Part 1 of 7 in our Ag Challenger series.
If there’s one thing we know from experience, it’s that farmers don’t fit comfortably into conventional marketing models. And because marketers tend to embrace these marketing models, agrimarketing isn’t what it could be. Nowhere near. It’s time to look at how agrimarketing needs to change, and in six upcoming posts in the Ag Challenger series, we’ll look at specific barriers that we need to address to make that change.
As an introduction to the series, let’s look at where we want to be and where we’re currently at. In agriculture, as in most sectors, we as companies and as marketers want to be customer-centric—helping farmers solve the real-world problems they face—yet we remain decidedly product-centric. Even when we try to be customer-centric, too many of us reverse engineer the process. We try to discover a problem that our customers didn’t know they had, until lo and behold, our product comes along to solve it. Let’s be honest with ourselves—in many cases, we’re not making the earnest effort to identify a problem the farmer already has and finding a way to solve that problem, even in situations where we have the know-how to do just that.
B2B, B2C or something new?
Part of this is a hangover from old B2B models of agricultural customers that assume that business purchase decisions are made in a perfectly rational manner. Granted, most full-time farms would qualify as significant businesses with annual cash flow in the millions of dollars. But unlike most business managers, farmers don’t have checklists of required product specifications (let alone RFPs). Yet our B2B approach takes a very rational approach to product marketing, where quantifiably better technical products should always succeed. Farmers have to be smart to survive, but their decisions aren’t exclusively rational either—at least not according to OUR definition.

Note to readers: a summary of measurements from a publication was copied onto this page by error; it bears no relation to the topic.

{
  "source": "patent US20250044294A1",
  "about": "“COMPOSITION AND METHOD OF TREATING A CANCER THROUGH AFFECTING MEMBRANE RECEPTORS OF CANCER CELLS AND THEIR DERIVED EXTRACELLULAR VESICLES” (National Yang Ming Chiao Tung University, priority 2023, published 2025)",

What’s missing is the realization that farming, even at a very large scale, is both a lifestyle and a business venture.
What’s missing is the realization that farming, even at a very large scale, is both a lifestyle and a business venture. Farmers produce more than an agricultural commodity and their ambitions aren’t those shared by most CEOs. At the same time, the two aspects of business and lifestyle are intertwined in a way that means that adopting a B2C customer model isn’t a better solution. What we have is a customer who is a hybrid—and, because of the added layers of complexity and constraints, something distinctly new.
What we’re proposing is a model that recognizes the unique aspects of farmers. We call this a business-to-farmer or B2F model. It’s a model that is still customer-centric, but one that’s built to service this uniqueness. As agrimarketers, most of us care deeply about our customers, what they do and the adversities they face. But that sense of caring is only the start to being customer-centric. Our businesses must overcome organizational barriers to achieve an authentic sense of customer-centricity.
In the coming entries in the Ag Challenger series, we’d like to talk about some of those barriers and how we need to shift our perspective on farmers, farming and farms. And if you’re interested in discussing these ideas further, please contact me at email@example.com or via LinkedIn.